2. Two in-person sessions locally at a Providence location (with capability for others to participate remotely) that brings attendees together to integrate the material, allow presentation of course projects, and meet other students. The first session will be mid-way through the course while the final session will be prior to the optional final exam. (Exact dates to be determined, likely to be in late March and again in early May.)
Registration information will be available in early January, 2013. The cost of the course will be $1800 per person. Participants will be able to use the Providence employee tuition benefit for the course.

This course and the 10x10 course itself are adaptations of the on-line
Introduction to Biomedical Informatics class currently taught in the OHSU biomedical informatics education program. This survey course provides a broad overview of the field, highlighting the key issues and challenges for the field. The course is taught in a completely asynchronous manner, i.e., there are no "scheduled" classes. However, students must keep up with the course materials so they can benefit from the interactive discussion with faculty and other students. The course uses the following teaching modalities:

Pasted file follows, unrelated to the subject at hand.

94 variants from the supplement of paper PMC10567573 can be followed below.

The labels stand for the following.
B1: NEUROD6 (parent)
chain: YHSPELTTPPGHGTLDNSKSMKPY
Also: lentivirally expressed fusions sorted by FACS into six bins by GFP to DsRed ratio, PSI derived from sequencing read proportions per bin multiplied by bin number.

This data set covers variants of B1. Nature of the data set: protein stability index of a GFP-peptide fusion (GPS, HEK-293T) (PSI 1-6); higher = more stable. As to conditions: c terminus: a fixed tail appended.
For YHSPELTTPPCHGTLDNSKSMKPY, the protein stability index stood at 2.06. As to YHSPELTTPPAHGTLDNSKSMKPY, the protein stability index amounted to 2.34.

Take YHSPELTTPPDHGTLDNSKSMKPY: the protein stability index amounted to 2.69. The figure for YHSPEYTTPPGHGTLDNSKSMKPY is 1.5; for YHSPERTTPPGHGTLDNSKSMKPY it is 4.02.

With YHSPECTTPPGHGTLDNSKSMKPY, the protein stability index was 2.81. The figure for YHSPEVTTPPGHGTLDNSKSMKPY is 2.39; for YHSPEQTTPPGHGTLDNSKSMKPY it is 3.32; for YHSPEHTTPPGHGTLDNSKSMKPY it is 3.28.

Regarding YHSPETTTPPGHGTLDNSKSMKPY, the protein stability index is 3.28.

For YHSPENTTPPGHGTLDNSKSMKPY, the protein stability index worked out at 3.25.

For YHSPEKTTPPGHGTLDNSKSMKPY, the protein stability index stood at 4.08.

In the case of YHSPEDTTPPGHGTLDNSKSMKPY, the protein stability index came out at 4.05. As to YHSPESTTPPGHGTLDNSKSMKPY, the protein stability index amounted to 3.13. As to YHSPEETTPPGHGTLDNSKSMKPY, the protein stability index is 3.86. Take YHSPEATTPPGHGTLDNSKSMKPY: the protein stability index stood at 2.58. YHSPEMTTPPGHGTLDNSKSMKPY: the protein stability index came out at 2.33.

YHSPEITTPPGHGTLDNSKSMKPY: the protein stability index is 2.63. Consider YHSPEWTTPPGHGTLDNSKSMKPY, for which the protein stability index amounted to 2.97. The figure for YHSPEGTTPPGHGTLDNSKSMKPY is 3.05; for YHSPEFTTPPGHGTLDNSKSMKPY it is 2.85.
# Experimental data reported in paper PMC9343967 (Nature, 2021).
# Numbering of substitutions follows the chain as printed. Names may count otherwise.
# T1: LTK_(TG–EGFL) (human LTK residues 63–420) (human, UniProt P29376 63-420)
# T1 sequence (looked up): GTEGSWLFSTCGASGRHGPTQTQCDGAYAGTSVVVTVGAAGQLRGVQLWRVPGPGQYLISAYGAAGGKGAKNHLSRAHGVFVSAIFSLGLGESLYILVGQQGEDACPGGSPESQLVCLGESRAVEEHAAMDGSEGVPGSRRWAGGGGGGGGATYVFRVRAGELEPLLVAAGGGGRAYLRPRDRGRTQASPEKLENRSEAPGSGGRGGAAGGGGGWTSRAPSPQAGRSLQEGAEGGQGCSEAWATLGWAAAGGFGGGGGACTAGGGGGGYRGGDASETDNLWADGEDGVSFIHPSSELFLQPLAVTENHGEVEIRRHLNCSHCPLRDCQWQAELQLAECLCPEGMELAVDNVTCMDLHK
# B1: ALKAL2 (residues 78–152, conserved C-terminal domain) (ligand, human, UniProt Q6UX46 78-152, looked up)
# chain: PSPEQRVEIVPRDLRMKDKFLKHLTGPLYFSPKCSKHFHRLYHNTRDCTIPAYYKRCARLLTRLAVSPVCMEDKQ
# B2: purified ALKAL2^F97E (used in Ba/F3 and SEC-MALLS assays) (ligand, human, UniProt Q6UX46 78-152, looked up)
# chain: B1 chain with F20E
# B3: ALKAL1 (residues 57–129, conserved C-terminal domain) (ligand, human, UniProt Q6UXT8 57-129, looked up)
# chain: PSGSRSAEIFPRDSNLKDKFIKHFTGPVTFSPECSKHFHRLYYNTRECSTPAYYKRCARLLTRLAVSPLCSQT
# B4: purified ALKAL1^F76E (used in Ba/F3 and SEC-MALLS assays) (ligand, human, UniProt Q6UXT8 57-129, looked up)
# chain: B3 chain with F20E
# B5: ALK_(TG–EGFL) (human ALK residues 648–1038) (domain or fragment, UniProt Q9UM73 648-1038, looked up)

The on-line part of the course is accessed via the Sakai course delivery tool. At the onset of the course, each student is provided a login and password by the OHSU distance learning staff, who also provide technical support for the course. Students are expected to keep up with the materials each week and participate in ongoing discussion. They should anticipate spending 4-8 hours per unit on the course. All on-line activities are asynchronous, so there is no specified time that a student must be on-line.